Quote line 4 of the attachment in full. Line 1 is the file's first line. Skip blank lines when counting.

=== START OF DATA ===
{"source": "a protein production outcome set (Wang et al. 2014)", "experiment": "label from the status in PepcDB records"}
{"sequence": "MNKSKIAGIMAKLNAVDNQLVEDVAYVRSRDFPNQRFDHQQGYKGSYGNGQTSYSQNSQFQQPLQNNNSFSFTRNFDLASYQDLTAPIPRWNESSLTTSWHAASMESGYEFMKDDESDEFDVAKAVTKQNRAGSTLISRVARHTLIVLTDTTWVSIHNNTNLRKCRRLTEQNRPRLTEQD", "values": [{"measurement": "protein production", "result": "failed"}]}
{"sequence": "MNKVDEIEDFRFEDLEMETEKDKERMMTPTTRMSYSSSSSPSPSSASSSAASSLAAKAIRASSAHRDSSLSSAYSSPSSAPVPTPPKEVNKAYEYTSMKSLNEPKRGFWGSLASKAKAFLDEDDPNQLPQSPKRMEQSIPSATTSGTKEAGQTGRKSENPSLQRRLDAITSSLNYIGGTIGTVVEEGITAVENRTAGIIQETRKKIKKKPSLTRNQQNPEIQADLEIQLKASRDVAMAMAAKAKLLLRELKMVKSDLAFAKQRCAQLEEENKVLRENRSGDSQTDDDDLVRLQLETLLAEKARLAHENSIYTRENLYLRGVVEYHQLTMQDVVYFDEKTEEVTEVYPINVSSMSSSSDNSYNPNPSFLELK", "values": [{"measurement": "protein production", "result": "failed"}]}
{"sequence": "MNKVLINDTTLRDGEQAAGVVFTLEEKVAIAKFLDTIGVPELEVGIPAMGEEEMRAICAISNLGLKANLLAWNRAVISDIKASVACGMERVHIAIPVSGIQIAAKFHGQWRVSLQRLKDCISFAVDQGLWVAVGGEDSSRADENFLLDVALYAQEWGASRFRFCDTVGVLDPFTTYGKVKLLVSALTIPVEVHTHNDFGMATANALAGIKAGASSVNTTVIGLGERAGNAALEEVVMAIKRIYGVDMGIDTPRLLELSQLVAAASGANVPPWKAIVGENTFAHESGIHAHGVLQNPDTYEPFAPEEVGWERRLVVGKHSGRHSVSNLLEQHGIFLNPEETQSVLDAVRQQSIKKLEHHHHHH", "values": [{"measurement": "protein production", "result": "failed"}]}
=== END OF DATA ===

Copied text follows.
{"sequence": "MNKVLINDTTLRDGEQAAGVVFTLEEKVAIAKFLDTIGVPELEVGIPAMGEEEMRAICAISNLGLKANLLAWNRAVISDIKASVACGMERVHIAIPVSGIQIAAKFHGQWRVSLQRLKDCISFAVDQGLWVAVGGEDSSRADENFLLDVALYAQEWGASRFRFCDTVGVLDPFTTYGKVKLLVSALTIPVEVHTHNDFGMATANALAGIKAGASSVNTTVIGLGERAGNAALEEVVMAIKRIYGVDMGIDTPRLLELSQLVAAASGANVPPWKAIVGENTFAHESGIHAHGVLQNPDTYEPFAPEEVGWERRLVVGKHSGRHSVSNLLEQHGIFLNPEETQSVLDAVRQQSIKKLEHHHHHH", "values": [{"measurement": "protein production", "result": "failed"}]}